Particle Physics - PDF by neophyteblogger

VIEWS: 600 PAGES: 13

More Info
									A Brief History of Particle Physics
1930s The known 'Elementary Particles' were : electron proton neutron (inside the nucleus) 'neutrino' (now anti-neutrino) in beta decay photon – the quantum of the electromagnetic field 1932 The positive electron (positron) discovered by Carl Anderson

C.D. Anderson, Physical Review 43, 491 (1933).

Carl Anderson
Slide 1 of 13

PHY-653 EPP

A Brief History of Particle Physics

The Neutron
1932 Neutron discovered by James Chadwick

James Chadwick

1933 Fermi theory of beta decay (weak interactions) n→p+ŏ+Ė
Enrico Fermi
PHY-653 EPP A Brief History of Particle Physics Slide 2 of 13

Pions and Muons
1935 Yukawa's meson hypothesis – nuclear force due to exchange of particles with mass (mesons). 1937 µ lepton (muon) discovered by Carl Anderson and Seth Nedermeyer. Initially assumed to be Yukawa's meson but it was too penetrating. 1946 Charged π meson (pion) discovered by Cecil Powell. The previous µ produced from π decays via Ġ → ő + ē.

Hideki Yukawa

1950 Neutral pion (ģ) discovered via ģ → γ + γ.
PHY-653 EPP A Brief History of Particle Physics

Cecil Powell
Slide 3 of 13

A Theory of Electromagnetism
By 1950 Quantum Theory of Electromagnetism – Quantum Electrodynamics (QED) – charged particles interact via exchange of photons (γ). Richard Feynman, Julian Schwinger and Sin-itiro Tomonaga.

Richard Feynman
PHY-653 EPP

Julian Schwinger

Sin-itiro Tomonaga
Slide 4 of 13

A Brief History of Particle Physics

Strange Particles
1947 Discovery of the kaon (K meson). 'Strange' long lived particles discovered in cosmic ray events by Clifford Butler and George Rochester. Gave rise to a new quantum number 'strangeness'. Further 'V' events discovered at Brookhaven, New York in 1952/53.
Charged Ħ decay

Neutral ħ decay
Robin Marshall, University of Manchester.

PHY-653 EPP

A Brief History of Particle Physics

Slide 5 of 13

Anti-matter
1955 Discovery of the anti-proton by Owen Chamberlain and Emilio Segrè.

Owen Chamberlain

Emilio Segrè

PHY-653 EPP

A Brief History of Particle Physics

Slide 6 of 13

The Particle Zoo
1960s/70s Hundreds of 'elementary particles' discovered – ρ, ω, Ř, …, ∆, Ξ, … a real mess!

All these particles explained by combinations of more fundamental 'quarks', u, d, s and their anti-quarks.
PHY-653 EPP A Brief History of Particle Physics Slide 7 of 13

The Omega Minus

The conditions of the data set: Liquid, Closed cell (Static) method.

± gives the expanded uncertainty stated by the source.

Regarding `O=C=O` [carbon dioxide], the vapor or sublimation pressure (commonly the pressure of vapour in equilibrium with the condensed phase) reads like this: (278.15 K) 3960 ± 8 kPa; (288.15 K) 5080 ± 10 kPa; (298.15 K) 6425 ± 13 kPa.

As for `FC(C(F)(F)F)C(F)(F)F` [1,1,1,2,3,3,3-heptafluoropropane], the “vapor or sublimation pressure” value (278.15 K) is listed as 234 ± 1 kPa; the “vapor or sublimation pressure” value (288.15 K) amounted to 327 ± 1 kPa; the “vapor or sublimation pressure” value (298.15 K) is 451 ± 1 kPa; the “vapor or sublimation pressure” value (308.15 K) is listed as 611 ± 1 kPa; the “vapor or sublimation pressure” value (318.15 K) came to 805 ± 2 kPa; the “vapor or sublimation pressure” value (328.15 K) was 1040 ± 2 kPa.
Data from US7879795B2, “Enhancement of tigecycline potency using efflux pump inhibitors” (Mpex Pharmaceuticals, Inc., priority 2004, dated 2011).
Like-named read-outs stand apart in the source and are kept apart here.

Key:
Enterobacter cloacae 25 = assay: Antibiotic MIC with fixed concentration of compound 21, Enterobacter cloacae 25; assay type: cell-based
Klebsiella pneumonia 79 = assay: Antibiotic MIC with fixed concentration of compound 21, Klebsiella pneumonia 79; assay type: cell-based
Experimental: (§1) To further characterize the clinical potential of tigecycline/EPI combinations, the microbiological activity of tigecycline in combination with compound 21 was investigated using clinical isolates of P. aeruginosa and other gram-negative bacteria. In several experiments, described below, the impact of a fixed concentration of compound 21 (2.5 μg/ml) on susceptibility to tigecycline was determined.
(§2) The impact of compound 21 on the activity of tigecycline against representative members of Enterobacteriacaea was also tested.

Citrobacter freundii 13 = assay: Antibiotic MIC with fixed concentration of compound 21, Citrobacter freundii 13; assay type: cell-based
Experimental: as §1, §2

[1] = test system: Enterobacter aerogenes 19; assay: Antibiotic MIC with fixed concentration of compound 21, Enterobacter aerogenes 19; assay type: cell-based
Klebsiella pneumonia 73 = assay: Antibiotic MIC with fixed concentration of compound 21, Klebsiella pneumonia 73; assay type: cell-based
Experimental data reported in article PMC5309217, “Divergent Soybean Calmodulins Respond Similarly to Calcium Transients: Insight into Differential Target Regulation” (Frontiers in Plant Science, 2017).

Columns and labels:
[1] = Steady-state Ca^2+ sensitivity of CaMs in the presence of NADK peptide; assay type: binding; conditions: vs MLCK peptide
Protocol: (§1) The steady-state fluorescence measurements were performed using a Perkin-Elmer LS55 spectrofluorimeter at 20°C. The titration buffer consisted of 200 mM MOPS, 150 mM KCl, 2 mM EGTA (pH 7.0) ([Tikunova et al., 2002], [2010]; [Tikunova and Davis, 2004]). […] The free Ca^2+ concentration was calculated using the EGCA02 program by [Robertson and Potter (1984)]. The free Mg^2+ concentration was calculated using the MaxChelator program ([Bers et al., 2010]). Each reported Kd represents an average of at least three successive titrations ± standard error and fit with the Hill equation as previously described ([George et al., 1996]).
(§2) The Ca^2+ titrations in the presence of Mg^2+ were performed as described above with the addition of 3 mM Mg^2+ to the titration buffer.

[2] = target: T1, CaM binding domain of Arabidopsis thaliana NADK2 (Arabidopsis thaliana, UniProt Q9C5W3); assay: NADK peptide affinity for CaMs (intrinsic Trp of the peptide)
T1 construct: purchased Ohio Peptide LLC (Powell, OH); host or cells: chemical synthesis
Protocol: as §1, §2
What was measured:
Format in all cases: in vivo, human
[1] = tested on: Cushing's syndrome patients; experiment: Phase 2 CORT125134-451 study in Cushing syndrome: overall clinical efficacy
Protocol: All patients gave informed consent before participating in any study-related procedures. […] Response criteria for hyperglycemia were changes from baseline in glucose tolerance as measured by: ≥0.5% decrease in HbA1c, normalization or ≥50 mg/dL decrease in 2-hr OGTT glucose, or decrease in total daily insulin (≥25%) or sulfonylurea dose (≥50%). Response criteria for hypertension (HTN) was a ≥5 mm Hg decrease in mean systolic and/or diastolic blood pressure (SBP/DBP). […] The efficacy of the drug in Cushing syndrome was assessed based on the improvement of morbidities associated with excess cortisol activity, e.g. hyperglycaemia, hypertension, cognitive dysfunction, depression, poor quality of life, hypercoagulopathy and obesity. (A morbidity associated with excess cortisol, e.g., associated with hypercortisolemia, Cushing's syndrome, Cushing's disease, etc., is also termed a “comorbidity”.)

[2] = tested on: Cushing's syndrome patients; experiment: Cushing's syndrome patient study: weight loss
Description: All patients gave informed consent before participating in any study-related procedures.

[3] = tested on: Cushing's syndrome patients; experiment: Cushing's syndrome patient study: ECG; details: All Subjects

1964 Discovery of the Omega Minus (ł). New quark theory predicted as yet unseen particle with 3 strange quarks. Its discovery at Brookhaven was a great triumph for the new theory and eventually lead to its wide acceptance.

Brookhaven National Laboratory.

PHY-653 EPP

A Brief History of Particle Physics

Slide 8 of 13

Theoretical Advances
1970s Theory of Strong Interactions – Quantum Chromodynamics, QCD, - quarks interact via exchange of 'gluons'. Improved understanding of the Weak Interaction – combined with electromagnetism to give 'Electroweak' theory – predicts exchange particles Ĭ, ĭand İ as carriers of the weak force.

Sheldon Glashow
PHY-653 EPP

Abdus Salam

Steven Wineberg
Slide 9 of 13

A Brief History of Particle Physics

New Quarks and Leptons
1974 New fourth quark called 'charm' (c) discovered at Stanford and Brookhaven, USA. 1975 Third charged lepton tau (ŕ) discovered at Stanford, USA.
Burt Richter Sam Ting

1978 Fifth quark called 'bottom' (b) discovered at Fermilab, USA.
PHY-653 EPP A Brief History of Particle Physics Slide 10 of 13

Martin Perl

Force Carriers
1979 The gluon, carrier of the Strong Interaction discovered at DESY Hamburg. 1983 The Į and İ, carriers of the Electroweak Interaction discovered at CERN, Geneva.

Carlo Rubbia
PHY-653 EPP A Brief History of Particle Physics

Simon van der Meer
Slide 11 of 13

Six Quarks
1990 Number of neutrinos limited to 3 by measurements at LEP, CERN. Implies a total of 6 quarks. 1995 Sixth quark 'top' (t) discovered at Fermilab, USA.

PHY-653 EPP

A Brief History of Particle Physics

Slide 12 of 13

Particle Masses
1998 Evidence for neutrino mass from Super-Kamiokande Japan. 2000 Possible evidence for the Higgs Particle from LEP, CERN – not yet confirmed.

PHY-653 EPP

A Brief History of Particle Physics

Slide 13 of 13


								
To top